Ecuadorian Coffee Should Be in Your Cup
If you told Diana Aguilar last year that she would be opening a quaint Ecuadorian café at the height of the pandemic, she would call you crazy. But that's exactly what happened this past March when the proud Ecuadorian immigrant and her family set up shop in Brooklyn's Dumbo neighborhood.
"I didn't know we would be where we are today, even a year ago. But it was an opportunity I couldn't pass up," says Aguilar, crediting low rent prices as the impetus behind Zaruma Gold Coffee, which she operates with her four adult children. "I still pinch myself. It's a dream come true."
Zaruma Gold Coffee sells specialty, single-origin coffee that's grown and roasted in Ecuador and boasts an impressive 83-84 points, "cupping scores" that are determined by seasoned coffee experts who evaluate a fresh batch's scent, flavor, and mouthfeel, as well as its growing conditions and harvesting processes. To put it into perspective, the world's highest rated coffees have previously garnered scores of at least 94 points — an outstanding feat that comes with a hefty price tag. (The more premium the coffee, the more expensive it is.)
"I always felt Ecuador was never given the praise and recognition it deserved when it came to being a leader in the coffee space," says Aguilar, who hails from Zaruma, a town in Ecuador's southern province of El Oro. "People have always been quick to name Colombia as the best."
And there's a good reason for that. Ecuador's neighboring country has garnered impressive accolades over the years, including the lauded Cup of Excellence, the industry's highest honor, which not only spotlights delicious coffees but also prioritizes the well-being of small farmers and workers who harvest and select the beans before they're roasted and packaged for delivery.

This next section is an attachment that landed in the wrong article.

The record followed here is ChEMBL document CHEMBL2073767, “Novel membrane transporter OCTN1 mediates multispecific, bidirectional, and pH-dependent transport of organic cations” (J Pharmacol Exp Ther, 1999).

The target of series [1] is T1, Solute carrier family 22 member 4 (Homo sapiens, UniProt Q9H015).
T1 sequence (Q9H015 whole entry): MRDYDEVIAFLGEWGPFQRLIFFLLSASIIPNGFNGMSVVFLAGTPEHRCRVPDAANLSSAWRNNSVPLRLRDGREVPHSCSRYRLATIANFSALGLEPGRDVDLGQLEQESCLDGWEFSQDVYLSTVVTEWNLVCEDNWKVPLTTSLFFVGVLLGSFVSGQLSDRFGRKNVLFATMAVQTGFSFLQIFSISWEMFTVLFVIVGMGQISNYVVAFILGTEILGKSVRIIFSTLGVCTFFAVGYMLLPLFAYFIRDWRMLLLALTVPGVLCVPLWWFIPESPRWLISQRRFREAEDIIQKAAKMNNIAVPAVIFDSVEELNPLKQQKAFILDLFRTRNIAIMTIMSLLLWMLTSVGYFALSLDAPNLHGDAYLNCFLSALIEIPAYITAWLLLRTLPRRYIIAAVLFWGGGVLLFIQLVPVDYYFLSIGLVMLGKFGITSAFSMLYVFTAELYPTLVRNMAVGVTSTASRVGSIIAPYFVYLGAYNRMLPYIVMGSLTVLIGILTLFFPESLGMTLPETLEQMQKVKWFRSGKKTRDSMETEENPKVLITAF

Aguilar was determined to change the narrative — with no intention of downplaying Colombia's offerings. Instead, she aimed to help improve Ecuador's reputation when it came to coffee while also ensuring the livelihood (i.e. working conditions and fair pay) of those same farmers and workers.
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So, a few years after finding success with her first stateside business, which sold Ecuadorian-made clothing in 30 New York and New Jersey stores, Aguilar rolled up her sleeves once more and launched Zarucoffee, an e-commerce business that first found its footing online before making its brick-and-mortar debut at Zaruma Gold Coffee this past March.
Zarucoffee is unique in that it offers specialty coffee from all four regions in Ecuador: Coast (where the town of Zaruma is located), Sierra (home of the Andes Mountains and the province of Pichincha), Amazon, and Galápagos. Each of these regions are known for its unique altitudes, climates, and soils — all of which are in ideal conditions for growing coffee. It's what makes Ecuador the perfect purveyor of coffee, according to Aguilar.
Coast is a medium-light roast coffee that has flavor notes reminiscent of chocolate, brown sugar, and citrus. Sierra, a medium-light roast coffee, takes a much more fruit-forward approach, thanks to its honey, peach, and berry flavor notes. Galápagos, a medium roast bourbon coffee, puts chocolate, nuts, and stone fruit at the flavor forefront. Hazelnut, caramel, and spice notes come through in the Amazon offering, which is considered a medium roast coffee.
The end result of the bean-to-brew process? A really good cup of coffee.
As for the café itself, Aguilar is still dreaming big.
"We want to have Ecuador's best coffees [in Zaruma Gold Coffee]," she says, adding that these offerings would need to come from microlots and have a score of at least 86 points to be awarded that designation.
For now, however, Aguilar is counting her blessings and connecting with those who regularly visit Zaruma Gold Coffee, which also sells traditional Ecuadorian dishes like tigrillo (fried green plantain scramble with eggs and cheese), yuca bread, and bolón de verde (green plantain fritters) on the weekends.
"I can't tell you how many people have come up to me in tears, telling me how proud they are of what we're doing," she says, referencing a recent interaction with an Ecuadorian patron. "It's their own little piece of home."